Today was my last 20-mile run and if you’ve been through a marathon training program you know what that means: taper’s coming!
Tapering is gradually scaling back mileage in the last month or so before a marathon (about two weeks for a half), so your body can regenerate and absorb all the goodness of your hard training. This way, come race day you’re all fresh and bouncy, your legs eager to go!
Many runners hate tapering because it makes them feel sluggish and lazy. Not me. Here are my top three ways to make the most out of those taper weeks.
1. Embrace the slug!
After hundreds of miles, your body needs a break. That doesn’t mean you’ll spend a month on the couch, of course. Most marathon programs still have at least one 13+ mile long run and a few interval or tempo sessions mixed in. But unless you’re an elite runner, you’re done with the three-hour-plus runs. Enjoy!
2. Spruce it up
If you feel you’re getting bored, give your body something different or exciting to do. Sign up for a race (I’m running a half marathon next weekend), but take it easy: going all out will do you no good. Or focus on cross training: at this point, you may find that swimming or yoga are just what you need.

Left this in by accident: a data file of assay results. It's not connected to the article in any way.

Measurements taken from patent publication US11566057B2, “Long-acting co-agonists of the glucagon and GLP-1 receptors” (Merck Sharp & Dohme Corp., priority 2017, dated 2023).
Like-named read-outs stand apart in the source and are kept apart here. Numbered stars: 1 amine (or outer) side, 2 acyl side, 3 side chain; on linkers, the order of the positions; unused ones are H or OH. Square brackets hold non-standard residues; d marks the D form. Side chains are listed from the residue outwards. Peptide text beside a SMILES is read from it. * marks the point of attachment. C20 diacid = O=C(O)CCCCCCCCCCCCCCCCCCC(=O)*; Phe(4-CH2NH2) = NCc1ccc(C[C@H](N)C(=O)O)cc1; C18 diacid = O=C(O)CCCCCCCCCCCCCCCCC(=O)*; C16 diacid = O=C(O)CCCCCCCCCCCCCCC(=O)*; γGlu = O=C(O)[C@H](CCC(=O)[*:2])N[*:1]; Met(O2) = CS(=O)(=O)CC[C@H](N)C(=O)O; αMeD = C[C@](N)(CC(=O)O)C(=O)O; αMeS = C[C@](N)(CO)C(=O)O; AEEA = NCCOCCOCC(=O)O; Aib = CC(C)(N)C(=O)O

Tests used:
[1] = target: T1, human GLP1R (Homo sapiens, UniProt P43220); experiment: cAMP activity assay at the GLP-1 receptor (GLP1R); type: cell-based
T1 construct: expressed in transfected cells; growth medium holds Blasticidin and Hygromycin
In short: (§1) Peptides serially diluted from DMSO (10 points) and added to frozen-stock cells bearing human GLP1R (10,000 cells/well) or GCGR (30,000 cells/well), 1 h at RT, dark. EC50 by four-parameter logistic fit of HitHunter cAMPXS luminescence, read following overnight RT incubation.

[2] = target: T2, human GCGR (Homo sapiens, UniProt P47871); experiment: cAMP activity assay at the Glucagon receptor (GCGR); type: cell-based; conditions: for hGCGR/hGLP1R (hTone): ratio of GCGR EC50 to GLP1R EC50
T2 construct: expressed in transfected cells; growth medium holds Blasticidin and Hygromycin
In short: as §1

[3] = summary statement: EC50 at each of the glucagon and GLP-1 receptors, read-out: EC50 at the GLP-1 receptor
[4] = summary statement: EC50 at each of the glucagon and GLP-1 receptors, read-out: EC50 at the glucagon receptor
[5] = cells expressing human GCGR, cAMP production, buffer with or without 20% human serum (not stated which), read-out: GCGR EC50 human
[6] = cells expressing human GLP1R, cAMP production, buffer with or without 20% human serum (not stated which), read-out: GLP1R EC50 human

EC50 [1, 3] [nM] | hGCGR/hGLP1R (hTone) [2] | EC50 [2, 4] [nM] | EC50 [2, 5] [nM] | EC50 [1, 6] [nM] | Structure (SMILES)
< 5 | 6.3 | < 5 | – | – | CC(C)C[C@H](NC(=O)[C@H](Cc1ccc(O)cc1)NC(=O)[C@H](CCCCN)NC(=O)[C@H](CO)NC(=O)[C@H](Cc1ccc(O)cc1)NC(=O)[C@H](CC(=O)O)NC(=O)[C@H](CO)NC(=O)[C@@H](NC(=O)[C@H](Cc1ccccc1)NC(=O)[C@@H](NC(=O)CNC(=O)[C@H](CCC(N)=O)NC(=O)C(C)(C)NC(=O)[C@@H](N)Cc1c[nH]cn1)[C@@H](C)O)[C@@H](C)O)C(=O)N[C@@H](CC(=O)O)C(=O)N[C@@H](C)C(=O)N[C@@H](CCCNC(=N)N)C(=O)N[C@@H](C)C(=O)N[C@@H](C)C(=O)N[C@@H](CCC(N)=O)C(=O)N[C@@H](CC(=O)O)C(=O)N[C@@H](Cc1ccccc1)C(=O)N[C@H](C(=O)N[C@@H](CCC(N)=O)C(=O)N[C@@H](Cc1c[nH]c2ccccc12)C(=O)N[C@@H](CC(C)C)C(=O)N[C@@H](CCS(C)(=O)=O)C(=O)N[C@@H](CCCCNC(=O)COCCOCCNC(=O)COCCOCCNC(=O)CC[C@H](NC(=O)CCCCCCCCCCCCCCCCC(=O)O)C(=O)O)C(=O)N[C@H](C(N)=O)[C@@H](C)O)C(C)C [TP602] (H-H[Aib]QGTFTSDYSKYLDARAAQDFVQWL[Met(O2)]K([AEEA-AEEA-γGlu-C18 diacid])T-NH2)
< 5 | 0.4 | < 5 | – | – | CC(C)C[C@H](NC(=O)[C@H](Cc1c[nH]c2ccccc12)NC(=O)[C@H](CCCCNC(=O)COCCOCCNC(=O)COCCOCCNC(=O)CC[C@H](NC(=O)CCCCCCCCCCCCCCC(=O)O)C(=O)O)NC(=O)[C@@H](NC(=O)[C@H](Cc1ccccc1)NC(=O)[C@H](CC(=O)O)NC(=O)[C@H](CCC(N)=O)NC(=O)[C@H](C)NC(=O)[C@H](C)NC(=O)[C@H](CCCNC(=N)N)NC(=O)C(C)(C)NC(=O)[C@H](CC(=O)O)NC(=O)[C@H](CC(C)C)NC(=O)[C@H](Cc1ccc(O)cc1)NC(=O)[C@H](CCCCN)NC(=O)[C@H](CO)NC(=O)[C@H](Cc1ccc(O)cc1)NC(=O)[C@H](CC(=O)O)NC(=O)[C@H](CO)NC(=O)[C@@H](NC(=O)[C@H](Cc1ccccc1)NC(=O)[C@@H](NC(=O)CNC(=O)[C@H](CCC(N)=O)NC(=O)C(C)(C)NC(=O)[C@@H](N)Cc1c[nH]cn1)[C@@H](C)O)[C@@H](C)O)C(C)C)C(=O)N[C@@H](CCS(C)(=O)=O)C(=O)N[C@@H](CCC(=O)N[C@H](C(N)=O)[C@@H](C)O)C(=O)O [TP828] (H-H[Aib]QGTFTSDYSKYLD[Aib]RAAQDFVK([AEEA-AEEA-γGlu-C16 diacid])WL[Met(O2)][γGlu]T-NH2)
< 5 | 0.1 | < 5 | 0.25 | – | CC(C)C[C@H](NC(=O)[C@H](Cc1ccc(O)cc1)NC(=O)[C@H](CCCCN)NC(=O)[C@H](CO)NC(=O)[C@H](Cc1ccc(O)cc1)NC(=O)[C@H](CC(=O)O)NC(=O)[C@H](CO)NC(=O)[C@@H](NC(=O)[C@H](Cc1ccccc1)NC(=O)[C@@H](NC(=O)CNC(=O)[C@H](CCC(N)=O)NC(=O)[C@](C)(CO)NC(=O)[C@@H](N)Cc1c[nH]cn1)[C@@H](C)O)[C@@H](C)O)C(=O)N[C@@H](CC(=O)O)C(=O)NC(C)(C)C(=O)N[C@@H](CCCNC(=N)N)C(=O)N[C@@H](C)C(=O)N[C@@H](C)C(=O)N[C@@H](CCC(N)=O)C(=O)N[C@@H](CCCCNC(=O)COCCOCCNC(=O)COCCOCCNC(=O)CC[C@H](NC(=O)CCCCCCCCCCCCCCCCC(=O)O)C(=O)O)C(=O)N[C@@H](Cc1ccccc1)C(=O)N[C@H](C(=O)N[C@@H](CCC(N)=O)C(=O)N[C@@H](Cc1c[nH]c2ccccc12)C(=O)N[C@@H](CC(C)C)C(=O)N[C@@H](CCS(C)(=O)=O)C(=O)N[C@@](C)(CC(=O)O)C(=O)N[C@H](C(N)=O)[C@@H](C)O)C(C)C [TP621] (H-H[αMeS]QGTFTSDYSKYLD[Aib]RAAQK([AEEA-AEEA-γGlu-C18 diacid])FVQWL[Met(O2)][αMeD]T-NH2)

3. Take a vacation
If you can take the time off (and afford it financially), now is the best time to take a vacation. Nothing like lying on the beach to rest the body and the mind properly!
I wasn’t sure how badly my back would hurt on this run, so I’d given myself permission to cut it down to 10 miles, if needed. (Plus, instead of taking a rest day yesterday, I did tri-training: 2 miles of running, including some sprints; 4 miles biking + 30 minutes spin; and 500 yard swim). The Last Hurrah, indeed.
Surprisingly, what started out as mild discomfort today somehow went away around mile seven. I’ll take it! No pain for the remaining 13 miles, other than tight hamstrings and IT bands, but that’s pretty much a given for the distance.
After 20 miles, give me sugar and caffeine!
I was craving that Coke during my last five miles like it was coke, I tell you. For the marathon, I’m thinking of asking my cheering committee to wait for me at around mile 19 with a can (heck, a 2-liter bottle might be even better).
Do you ever drink Coke during races? How do you handle the carbonation?